Skip to main content

A Closer Look: Deceptions & Discoveries – Marjorie E. Wieseman ***

It’s rather unusual for this site to feature a book about art – but the topic of this compact National Galleries/Yale University Press book is the way we can find out more about art works using scientific techniques to delve into just who painted them and how.
The sheer volume of technology leading galleries have up their sleeves is quite mind-boggling. While suspicions are still often roused by an expert idea, we then get all sorts of specialist X-rays, infra-red scans (good for detecting the drawing underneath paint), gas chromatography (identifying the makeup of the paint)… even using tree ring dating in the wood that many old paintings were produced on. The result is a remarkable armoury set up against would-be forgers and simple misunderstandings about a painting’s origins.
A guided tour of the technology is then followed up by 16 ‘case studies’ each taking an individual painting where the original dating or attribution were wrong, or where new discoveries have been made about how the painter went about their art, thanks to the technology.
This is all excellent stuff, and well illustrated as you would expect, but it is a very dry presentation of fact. To be frank, it takes a fascinating subject and makes it a bit dull. Even the case studies, which have buried in them fascinating stories don’t exactly draw the reader in. So, great on content, fascinating and not something those outside the art world often appreciate – but could have been made more appealing to the general reader.
One particular oddity in a book about overpaintings and such – the image shown here isn’t the same one as on the copy of the book I have. Mine has a picture of a Christmas tree on it. More deception?
Paperback:  
Also on Kindle:  
Review by Brian Clegg

Comments

Popular posts from this blog

Lost in Math - Sabine Hossenfelder *****

One of my favourite illustrations from a science title was in Fred Hoyle's book on his quasi-steady state theory. It shows a large flock of geese all following each other, which he likened to the state of theoretical physics. In the very readable Lost in Math, physicist Sabine Hossenfelder exposes the way that in certain areas of physics, this is all too realistic a picture. (Hossenfelder gives Hoyle's cosmological theory short shrift, incidentally, though, to be fair, it wasn't given anywhere near as many opportunities to be patched up to match observations as the current version of big bang with inflation.)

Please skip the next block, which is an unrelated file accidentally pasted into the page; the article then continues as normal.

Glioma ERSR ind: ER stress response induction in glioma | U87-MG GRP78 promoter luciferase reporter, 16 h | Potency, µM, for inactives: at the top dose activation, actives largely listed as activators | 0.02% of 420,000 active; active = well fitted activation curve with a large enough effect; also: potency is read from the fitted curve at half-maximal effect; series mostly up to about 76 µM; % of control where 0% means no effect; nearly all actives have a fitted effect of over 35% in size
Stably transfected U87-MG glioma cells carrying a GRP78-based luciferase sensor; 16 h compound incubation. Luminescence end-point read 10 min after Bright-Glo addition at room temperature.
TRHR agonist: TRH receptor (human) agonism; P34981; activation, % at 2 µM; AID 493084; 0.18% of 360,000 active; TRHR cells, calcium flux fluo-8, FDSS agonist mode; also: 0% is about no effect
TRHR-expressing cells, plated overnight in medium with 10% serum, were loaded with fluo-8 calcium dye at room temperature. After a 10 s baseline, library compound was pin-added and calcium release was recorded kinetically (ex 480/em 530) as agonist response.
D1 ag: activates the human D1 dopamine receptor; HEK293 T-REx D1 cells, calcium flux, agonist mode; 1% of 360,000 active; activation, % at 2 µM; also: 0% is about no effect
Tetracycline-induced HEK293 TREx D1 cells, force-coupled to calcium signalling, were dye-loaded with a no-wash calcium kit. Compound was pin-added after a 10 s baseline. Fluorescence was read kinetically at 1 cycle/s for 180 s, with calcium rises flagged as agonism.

Lost in Math is a very powerful analysis of what has gone wrong in the way that some aspects of physics are undertaken. Until the twentieth century, scientists made observations and experiments and theoreticians looked for theories which explained them, which could then be tested against further experiments and observations. Now, particularly in particle physics, it…

Gravity! - Pierre Binétruy ****

I had to really restrain myself from adopting the approach taken by The Register in referring to Yahoo! by putting an exclamation mark after every word in the text when faced with reviewing Gravity! One thing to be said about the punctuation, though, is it makes it easier to search for amongst a whole lot of books on gravity and gravitational waves (the subtitle is 'the quest for gravitational waves') since their discovery in 2015.

Despite the subtitle, Pierre Binétruy gives us far more - in fact, gravitational waves don't come into it until page 160, which makes it really more of a book about gravity with a bit on gravitational waves tacked on than a true exploration of the quest. 

However, those early pages aren't wasted - Binétruy gives us plenty of detail on all kinds of background, for example plunging in to tell us about element synthesis, something you wouldn't expect in a book on gravitational waves. I also really liked a little section on experiments you can…

Brain Based Enterprises - Peter Cook ****

A quick flag on this one: it's a management/business book, and the four star rating is with that in mind. Brain Based Enterprises does contain a surprising amount of science, considering this, which is why it's here, but don't expect it to be like a four star pure science book.

This is an eclectic attack on the status quo of our ideas about business. Peter Cook suggest that much of current business simply isn't oriented to the realities of a modern, technological world, and that we need to handle things very differently in a knowledge-based economy.

The book is divided into three sections. For me, the most interesting was the first 'brainy people' part, as my own business doesn't have teams and such - but for those who do there are also 'brainy teams' and 'brainy enterprises' sections. Cook stirs together a heady mix of science - from psychology to economics - music (a passion of his and a significant part of the way he works) and business the…